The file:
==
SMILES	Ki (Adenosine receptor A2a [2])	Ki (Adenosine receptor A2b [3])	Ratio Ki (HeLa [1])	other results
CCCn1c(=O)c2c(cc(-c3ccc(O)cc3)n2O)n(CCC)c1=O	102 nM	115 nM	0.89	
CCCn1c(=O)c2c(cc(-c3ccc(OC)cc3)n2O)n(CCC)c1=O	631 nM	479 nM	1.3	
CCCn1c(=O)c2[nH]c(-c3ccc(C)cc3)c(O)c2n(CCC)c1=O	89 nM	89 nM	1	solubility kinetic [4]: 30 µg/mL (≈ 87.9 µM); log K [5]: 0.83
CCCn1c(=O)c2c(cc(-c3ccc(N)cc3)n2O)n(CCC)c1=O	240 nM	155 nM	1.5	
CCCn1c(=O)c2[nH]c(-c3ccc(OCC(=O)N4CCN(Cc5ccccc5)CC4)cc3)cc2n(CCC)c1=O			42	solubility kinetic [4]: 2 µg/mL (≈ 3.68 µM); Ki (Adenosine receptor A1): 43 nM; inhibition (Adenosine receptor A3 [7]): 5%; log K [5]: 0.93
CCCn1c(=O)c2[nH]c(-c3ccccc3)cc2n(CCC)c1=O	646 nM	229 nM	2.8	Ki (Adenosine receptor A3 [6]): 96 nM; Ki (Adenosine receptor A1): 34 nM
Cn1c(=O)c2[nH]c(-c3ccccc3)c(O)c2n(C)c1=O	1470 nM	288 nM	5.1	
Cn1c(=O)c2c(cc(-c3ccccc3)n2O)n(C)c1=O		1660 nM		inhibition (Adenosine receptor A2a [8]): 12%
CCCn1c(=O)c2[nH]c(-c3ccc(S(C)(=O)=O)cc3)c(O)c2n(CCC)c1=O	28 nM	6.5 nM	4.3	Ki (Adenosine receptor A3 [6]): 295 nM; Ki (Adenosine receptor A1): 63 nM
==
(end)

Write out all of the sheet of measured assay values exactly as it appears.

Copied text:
SMILES	Ki (Adenosine receptor A2a [2])	Ki (Adenosine receptor A2b [3])	Ratio Ki (HeLa [1])	other results
CCCn1c(=O)c2c(cc(-c3ccc(O)cc3)n2O)n(CCC)c1=O	102 nM	115 nM	0.89	
CCCn1c(=O)c2c(cc(-c3ccc(OC)cc3)n2O)n(CCC)c1=O	631 nM	479 nM	1.3	
CCCn1c(=O)c2[nH]c(-c3ccc(C)cc3)c(O)c2n(CCC)c1=O	89 nM	89 nM	1	solubility kinetic [4]: 30 µg/mL (≈ 87.9 µM); log K [5]: 0.83
CCCn1c(=O)c2c(cc(-c3ccc(N)cc3)n2O)n(CCC)c1=O	240 nM	155 nM	1.5	
CCCn1c(=O)c2[nH]c(-c3ccc(OCC(=O)N4CCN(Cc5ccccc5)CC4)cc3)cc2n(CCC)c1=O			42	solubility kinetic [4]: 2 µg/mL (≈ 3.68 µM); Ki (Adenosine receptor A1): 43 nM; inhibition (Adenosine receptor A3 [7]): 5%; log K [5]: 0.93
CCCn1c(=O)c2[nH]c(-c3ccccc3)cc2n(CCC)c1=O	646 nM	229 nM	2.8	Ki (Adenosine receptor A3 [6]): 96 nM; Ki (Adenosine receptor A1): 34 nM
Cn1c(=O)c2[nH]c(-c3ccccc3)c(O)c2n(C)c1=O	1470 nM	288 nM	5.1	
Cn1c(=O)c2c(cc(-c3ccccc3)n2O)n(C)c1=O		1660 nM		inhibition (Adenosine receptor A2a [8]): 12%
CCCn1c(=O)c2[nH]c(-c3ccc(S(C)(=O)=O)cc3)c(O)c2n(CCC)c1=O	28 nM	6.5 nM	4.3	Ki (Adenosine receptor A3 [6]): 295 nM; Ki (Adenosine receptor A1): 63 nM